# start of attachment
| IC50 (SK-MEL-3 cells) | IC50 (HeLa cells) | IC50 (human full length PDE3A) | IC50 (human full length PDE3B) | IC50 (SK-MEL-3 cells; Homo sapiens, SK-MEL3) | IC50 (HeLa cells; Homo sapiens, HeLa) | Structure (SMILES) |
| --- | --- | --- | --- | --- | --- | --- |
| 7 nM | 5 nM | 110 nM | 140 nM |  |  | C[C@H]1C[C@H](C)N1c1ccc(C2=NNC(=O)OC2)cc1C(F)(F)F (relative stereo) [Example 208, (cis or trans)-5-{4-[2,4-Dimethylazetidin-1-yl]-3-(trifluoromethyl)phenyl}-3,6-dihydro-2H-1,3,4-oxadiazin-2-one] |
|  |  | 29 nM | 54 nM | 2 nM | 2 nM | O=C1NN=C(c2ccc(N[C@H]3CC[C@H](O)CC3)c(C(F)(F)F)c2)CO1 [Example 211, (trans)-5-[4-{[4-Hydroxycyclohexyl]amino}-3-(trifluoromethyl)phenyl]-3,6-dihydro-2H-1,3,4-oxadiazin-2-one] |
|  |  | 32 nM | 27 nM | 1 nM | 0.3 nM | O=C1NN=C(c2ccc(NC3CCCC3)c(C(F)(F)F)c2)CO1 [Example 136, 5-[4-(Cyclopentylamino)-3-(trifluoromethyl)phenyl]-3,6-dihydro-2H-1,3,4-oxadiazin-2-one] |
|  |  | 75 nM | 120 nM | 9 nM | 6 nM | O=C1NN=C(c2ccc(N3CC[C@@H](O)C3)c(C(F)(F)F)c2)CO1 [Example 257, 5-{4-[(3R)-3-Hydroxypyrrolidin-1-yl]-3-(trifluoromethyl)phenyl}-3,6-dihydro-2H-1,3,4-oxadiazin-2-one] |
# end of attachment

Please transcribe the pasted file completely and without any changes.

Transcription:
| IC50 (SK-MEL-3 cells) | IC50 (HeLa cells) | IC50 (human full length PDE3A) | IC50 (human full length PDE3B) | IC50 (SK-MEL-3 cells; Homo sapiens, SK-MEL3) | IC50 (HeLa cells; Homo sapiens, HeLa) | Structure (SMILES) |
| --- | --- | --- | --- | --- | --- | --- |
| 7 nM | 5 nM | 110 nM | 140 nM |  |  | C[C@H]1C[C@H](C)N1c1ccc(C2=NNC(=O)OC2)cc1C(F)(F)F (relative stereo) [Example 208, (cis or trans)-5-{4-[2,4-Dimethylazetidin-1-yl]-3-(trifluoromethyl)phenyl}-3,6-dihydro-2H-1,3,4-oxadiazin-2-one] |
|  |  | 29 nM | 54 nM | 2 nM | 2 nM | O=C1NN=C(c2ccc(N[C@H]3CC[C@H](O)CC3)c(C(F)(F)F)c2)CO1 [Example 211, (trans)-5-[4-{[4-Hydroxycyclohexyl]amino}-3-(trifluoromethyl)phenyl]-3,6-dihydro-2H-1,3,4-oxadiazin-2-one] |
|  |  | 32 nM | 27 nM | 1 nM | 0.3 nM | O=C1NN=C(c2ccc(NC3CCCC3)c(C(F)(F)F)c2)CO1 [Example 136, 5-[4-(Cyclopentylamino)-3-(trifluoromethyl)phenyl]-3,6-dihydro-2H-1,3,4-oxadiazin-2-one] |
|  |  | 75 nM | 120 nM | 9 nM | 6 nM | O=C1NN=C(c2ccc(N3CC[C@@H](O)C3)c(C(F)(F)F)c2)CO1 [Example 257, 5-{4-[(3R)-3-Hydroxypyrrolidin-1-yl]-3-(trifluoromethyl)phenyl}-3,6-dihydro-2H-1,3,4-oxadiazin-2-one] |